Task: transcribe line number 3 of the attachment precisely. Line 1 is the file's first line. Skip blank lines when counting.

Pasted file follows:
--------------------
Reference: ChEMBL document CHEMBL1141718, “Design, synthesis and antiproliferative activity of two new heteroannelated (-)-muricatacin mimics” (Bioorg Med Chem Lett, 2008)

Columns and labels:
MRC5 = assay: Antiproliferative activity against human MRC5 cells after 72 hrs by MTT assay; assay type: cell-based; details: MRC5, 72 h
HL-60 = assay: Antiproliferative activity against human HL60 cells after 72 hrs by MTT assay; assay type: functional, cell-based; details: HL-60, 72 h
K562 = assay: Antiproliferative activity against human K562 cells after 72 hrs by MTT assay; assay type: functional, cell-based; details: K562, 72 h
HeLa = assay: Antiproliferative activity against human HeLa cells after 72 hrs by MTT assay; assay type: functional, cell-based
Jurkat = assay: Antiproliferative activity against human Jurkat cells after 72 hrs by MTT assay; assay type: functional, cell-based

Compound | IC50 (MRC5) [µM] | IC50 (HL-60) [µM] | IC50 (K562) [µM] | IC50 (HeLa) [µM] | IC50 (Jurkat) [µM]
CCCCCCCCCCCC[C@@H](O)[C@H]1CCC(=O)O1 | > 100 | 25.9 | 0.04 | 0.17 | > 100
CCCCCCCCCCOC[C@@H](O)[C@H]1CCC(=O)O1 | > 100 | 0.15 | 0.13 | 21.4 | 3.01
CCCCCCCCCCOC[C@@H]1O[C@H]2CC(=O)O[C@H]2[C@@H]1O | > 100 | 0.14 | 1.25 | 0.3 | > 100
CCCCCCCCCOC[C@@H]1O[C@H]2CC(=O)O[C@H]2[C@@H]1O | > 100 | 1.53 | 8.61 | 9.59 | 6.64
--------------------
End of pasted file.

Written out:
MRC5 = assay: Antiproliferative activity against human MRC5 cells after 72 hrs by MTT assay; assay type: cell-based; details: MRC5, 72 h